In preparation for the launch of the Apple Watch later this month, Apple has committed to making videos that will teach potential users how to use it. The first four of the 11 Guided Tour videos were launched today and give a more detailed look at how Messages, Watch Faces, and the new Digital Touch features work. The first video introduces the watch much like we saw at the keynote and gives a lightning view of each piece of the puzzle. We also learn about the dedicated button (under the digital crown) that will bring up your recent contacts so you can quickly call, text, or even digitally touch them…

The Messages video shows how customizable the special new emoji are, and how to scroll through the different types of hearts, smileys, and gloved Mickey Mouse-style hands. We also see how you can dictate a response and send either a voice reply or a transcribed message based on your voice using the same icon. What I found most intriguing were what Apple calls Smart Replies. Instead of your garden-variety quick responses such as, “I’m in a meeting” or “Can I call you later?”, the Apple Watch allows for quick bits of text that are specific to each conversation. It seems that if someone asks you to choose between sushi, pizza, or hash browns, you may be able to quickly choose the one you want without typing it.

Written like a true friend

Written like a true friend

There needs to be a

There needs to be a “whatever” option for teens

More ways to say pizza

More ways to say pizza

This is appropriate if you are hungry and don't care what you eat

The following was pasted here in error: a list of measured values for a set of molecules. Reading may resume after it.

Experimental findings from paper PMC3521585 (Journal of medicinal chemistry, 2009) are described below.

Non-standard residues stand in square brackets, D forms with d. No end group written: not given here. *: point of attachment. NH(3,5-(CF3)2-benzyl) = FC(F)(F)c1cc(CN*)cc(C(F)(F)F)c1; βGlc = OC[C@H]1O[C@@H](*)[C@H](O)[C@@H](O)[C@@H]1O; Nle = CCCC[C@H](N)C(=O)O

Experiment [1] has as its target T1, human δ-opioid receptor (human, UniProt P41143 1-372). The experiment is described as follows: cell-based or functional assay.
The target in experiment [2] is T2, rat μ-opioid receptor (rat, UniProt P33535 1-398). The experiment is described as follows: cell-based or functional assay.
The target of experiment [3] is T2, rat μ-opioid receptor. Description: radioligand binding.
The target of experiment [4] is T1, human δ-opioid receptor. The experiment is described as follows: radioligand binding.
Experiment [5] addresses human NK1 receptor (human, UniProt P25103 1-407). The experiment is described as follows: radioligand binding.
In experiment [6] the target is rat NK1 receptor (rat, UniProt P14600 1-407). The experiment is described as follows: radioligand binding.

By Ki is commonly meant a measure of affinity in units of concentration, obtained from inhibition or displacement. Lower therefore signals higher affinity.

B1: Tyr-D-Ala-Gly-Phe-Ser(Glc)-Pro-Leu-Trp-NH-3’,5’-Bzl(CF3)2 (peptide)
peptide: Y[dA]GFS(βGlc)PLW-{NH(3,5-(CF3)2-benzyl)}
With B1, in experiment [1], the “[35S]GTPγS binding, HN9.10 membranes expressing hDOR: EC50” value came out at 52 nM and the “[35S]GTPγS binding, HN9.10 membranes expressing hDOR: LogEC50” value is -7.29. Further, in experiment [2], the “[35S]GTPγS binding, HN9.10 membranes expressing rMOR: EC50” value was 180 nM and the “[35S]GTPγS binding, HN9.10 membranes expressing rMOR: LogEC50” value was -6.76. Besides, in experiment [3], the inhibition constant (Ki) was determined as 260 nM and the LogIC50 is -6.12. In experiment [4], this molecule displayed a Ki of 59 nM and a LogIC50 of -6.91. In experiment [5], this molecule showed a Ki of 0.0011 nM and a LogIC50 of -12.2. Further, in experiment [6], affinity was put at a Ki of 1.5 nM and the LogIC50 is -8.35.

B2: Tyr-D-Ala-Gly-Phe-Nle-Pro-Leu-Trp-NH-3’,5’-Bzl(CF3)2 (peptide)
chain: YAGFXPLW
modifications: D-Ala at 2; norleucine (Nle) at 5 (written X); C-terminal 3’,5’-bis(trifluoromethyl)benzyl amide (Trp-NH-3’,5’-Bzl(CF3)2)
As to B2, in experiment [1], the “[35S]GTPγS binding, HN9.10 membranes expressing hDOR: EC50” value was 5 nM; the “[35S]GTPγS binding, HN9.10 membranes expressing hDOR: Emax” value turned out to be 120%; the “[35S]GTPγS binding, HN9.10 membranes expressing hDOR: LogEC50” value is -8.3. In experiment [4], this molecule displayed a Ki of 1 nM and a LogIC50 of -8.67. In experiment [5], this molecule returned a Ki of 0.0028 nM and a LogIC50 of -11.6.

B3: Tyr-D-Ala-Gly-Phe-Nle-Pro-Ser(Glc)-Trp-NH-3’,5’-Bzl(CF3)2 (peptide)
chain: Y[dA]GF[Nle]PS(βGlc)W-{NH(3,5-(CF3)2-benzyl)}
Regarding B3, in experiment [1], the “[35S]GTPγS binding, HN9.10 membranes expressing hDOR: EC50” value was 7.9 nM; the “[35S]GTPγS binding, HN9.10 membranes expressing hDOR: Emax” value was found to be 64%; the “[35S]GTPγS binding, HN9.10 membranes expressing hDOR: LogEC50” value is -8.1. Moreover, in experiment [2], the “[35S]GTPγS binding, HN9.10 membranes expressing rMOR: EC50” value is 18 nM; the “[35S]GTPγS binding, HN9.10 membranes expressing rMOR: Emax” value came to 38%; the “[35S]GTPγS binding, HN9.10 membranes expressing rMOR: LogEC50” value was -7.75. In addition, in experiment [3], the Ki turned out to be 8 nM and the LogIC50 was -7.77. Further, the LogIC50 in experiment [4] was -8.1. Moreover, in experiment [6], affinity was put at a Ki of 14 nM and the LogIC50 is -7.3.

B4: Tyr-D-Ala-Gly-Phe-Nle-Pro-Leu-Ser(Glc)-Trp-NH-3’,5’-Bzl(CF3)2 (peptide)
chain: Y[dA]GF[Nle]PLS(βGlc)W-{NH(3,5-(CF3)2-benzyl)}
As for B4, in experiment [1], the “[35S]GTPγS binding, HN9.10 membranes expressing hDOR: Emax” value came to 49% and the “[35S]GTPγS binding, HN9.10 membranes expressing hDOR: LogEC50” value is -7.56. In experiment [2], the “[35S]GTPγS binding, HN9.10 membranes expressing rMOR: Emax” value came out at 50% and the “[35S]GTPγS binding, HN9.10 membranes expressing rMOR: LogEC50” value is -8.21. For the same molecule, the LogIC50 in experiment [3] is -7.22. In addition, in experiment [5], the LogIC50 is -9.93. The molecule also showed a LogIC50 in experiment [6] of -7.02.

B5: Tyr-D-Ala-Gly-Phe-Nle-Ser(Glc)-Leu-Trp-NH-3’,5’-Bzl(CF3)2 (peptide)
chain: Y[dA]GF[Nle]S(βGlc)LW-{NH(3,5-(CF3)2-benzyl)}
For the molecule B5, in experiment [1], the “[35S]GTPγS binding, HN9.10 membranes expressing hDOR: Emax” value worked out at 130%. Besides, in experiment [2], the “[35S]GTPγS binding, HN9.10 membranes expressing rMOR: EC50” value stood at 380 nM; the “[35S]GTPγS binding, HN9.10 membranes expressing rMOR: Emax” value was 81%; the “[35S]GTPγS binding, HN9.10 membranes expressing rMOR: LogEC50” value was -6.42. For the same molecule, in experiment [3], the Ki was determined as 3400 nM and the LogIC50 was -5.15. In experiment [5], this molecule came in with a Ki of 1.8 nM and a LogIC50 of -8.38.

This is appropriate if you just don’t care what you eat

The next video explains how to customize watch faces and drill down into the information that they may present. Apparently, you can tap on the temperature in a given watch face and it will take you to the application where that data originated. While this is definitely needed to show how it works, I doubt all watch faces will allow you to show the same exact information, for example weather, location, or calendar invites. Time will tell.

Screen Shot 2015-04-03 at 7.55.24 PM

And finally, we see more of Digital Touch and how annoying it could be on the wrong wrist. Knowing Apple, I’m betting there will be a way to turn off the capability. Luckily, you can send little Timmy your visual and tactile heart beat so he knows you still love him, but would rather he stop with the friendly wrist-powered Denial of Service attacks while your in important business meetings.

I hope my heart doesn't look like that

Quit playin’ games with my heart

In a recent exposé detailing the development of the Apple Watch, Apple is shown to have gone to great lengths to quicken each interaction with the watch. I can vouch for how negative overly glancing at your smartwatch can look. There have been a few times where I’ve looked at a notification on my Pebble Steel only to be asked if I had somewhere else to be. 

I must say that I’m coming around to the idea of the Apple Watch, but may wait a generation or two so that Apple can iron out all of the bugs. Will it replace my Pebble Steel, or seriously offer me more desirable functionality than the emerging Pebble Time I’m drooling over? The jury are still out… with their noses buried in their iPhones.

What do you think? Is the Apple Watch worth it at its current price point? Let us know in the comments. Below you’ll find each of the videos:

Additional Videos:

Apple Watch — Guided Tour: Messages

Apple Watch — Guided Tour: Faces

Apple Watch — Guided Tour: Digital Touch